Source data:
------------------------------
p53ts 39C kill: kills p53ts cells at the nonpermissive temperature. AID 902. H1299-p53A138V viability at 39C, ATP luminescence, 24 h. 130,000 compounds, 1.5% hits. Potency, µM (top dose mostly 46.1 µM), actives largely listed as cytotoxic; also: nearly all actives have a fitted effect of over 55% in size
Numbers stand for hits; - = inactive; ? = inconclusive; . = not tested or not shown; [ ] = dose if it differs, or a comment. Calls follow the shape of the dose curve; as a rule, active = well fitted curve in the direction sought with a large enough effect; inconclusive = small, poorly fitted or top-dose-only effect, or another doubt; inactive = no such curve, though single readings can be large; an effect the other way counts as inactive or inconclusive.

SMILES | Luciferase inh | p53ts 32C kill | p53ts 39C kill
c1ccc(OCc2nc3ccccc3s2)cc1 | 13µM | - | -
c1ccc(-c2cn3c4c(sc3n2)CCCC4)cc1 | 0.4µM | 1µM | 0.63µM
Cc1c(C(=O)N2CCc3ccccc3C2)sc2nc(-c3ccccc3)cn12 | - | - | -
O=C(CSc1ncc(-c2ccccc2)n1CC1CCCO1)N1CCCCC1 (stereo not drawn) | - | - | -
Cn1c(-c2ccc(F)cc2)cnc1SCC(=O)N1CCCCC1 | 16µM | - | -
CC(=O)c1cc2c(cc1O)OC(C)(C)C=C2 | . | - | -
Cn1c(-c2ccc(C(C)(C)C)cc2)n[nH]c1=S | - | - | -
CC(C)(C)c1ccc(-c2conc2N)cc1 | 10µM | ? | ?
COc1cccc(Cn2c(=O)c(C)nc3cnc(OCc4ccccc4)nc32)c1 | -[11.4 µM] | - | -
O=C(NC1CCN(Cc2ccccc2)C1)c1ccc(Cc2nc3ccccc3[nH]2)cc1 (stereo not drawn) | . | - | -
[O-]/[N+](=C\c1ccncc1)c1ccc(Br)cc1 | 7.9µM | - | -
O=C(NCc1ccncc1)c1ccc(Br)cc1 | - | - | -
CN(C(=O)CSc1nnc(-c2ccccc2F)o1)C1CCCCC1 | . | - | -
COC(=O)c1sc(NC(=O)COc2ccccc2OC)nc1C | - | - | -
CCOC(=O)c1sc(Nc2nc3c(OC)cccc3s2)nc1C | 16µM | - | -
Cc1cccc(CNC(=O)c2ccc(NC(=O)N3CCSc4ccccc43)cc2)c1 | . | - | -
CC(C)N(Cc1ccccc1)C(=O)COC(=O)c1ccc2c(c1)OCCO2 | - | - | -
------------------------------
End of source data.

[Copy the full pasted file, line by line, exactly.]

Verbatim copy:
p53ts 39C kill: kills p53ts cells at the nonpermissive temperature. AID 902. H1299-p53A138V viability at 39C, ATP luminescence, 24 h. 130,000 compounds, 1.5% hits. Potency, µM (top dose mostly 46.1 µM), actives largely listed as cytotoxic; also: nearly all actives have a fitted effect of over 55% in size
Numbers stand for hits; - = inactive; ? = inconclusive; . = not tested or not shown; [ ] = dose if it differs, or a comment. Calls follow the shape of the dose curve; as a rule, active = well fitted curve in the direction sought with a large enough effect; inconclusive = small, poorly fitted or top-dose-only effect, or another doubt; inactive = no such curve, though single readings can be large; an effect the other way counts as inactive or inconclusive.

SMILES | Luciferase inh | p53ts 32C kill | p53ts 39C kill
c1ccc(OCc2nc3ccccc3s2)cc1 | 13µM | - | -
c1ccc(-c2cn3c4c(sc3n2)CCCC4)cc1 | 0.4µM | 1µM | 0.63µM
Cc1c(C(=O)N2CCc3ccccc3C2)sc2nc(-c3ccccc3)cn12 | - | - | -
O=C(CSc1ncc(-c2ccccc2)n1CC1CCCO1)N1CCCCC1 (stereo not drawn) | - | - | -
Cn1c(-c2ccc(F)cc2)cnc1SCC(=O)N1CCCCC1 | 16µM | - | -
CC(=O)c1cc2c(cc1O)OC(C)(C)C=C2 | . | - | -
Cn1c(-c2ccc(C(C)(C)C)cc2)n[nH]c1=S | - | - | -
CC(C)(C)c1ccc(-c2conc2N)cc1 | 10µM | ? | ?
COc1cccc(Cn2c(=O)c(C)nc3cnc(OCc4ccccc4)nc32)c1 | -[11.4 µM] | - | -
O=C(NC1CCN(Cc2ccccc2)C1)c1ccc(Cc2nc3ccccc3[nH]2)cc1 (stereo not drawn) | . | - | -
[O-]/[N+](=C\c1ccncc1)c1ccc(Br)cc1 | 7.9µM | - | -
O=C(NCc1ccncc1)c1ccc(Br)cc1 | - | - | -
CN(C(=O)CSc1nnc(-c2ccccc2F)o1)C1CCCCC1 | . | - | -
COC(=O)c1sc(NC(=O)COc2ccccc2OC)nc1C | - | - | -
CCOC(=O)c1sc(Nc2nc3c(OC)cccc3s2)nc1C | 16µM | - | -
Cc1cccc(CNC(=O)c2ccc(NC(=O)N3CCSc4ccccc43)cc2)c1 | . | - | -
CC(C)N(Cc1ccccc1)C(=O)COC(=O)c1ccc2c(c1)OCCO2 | - | - | -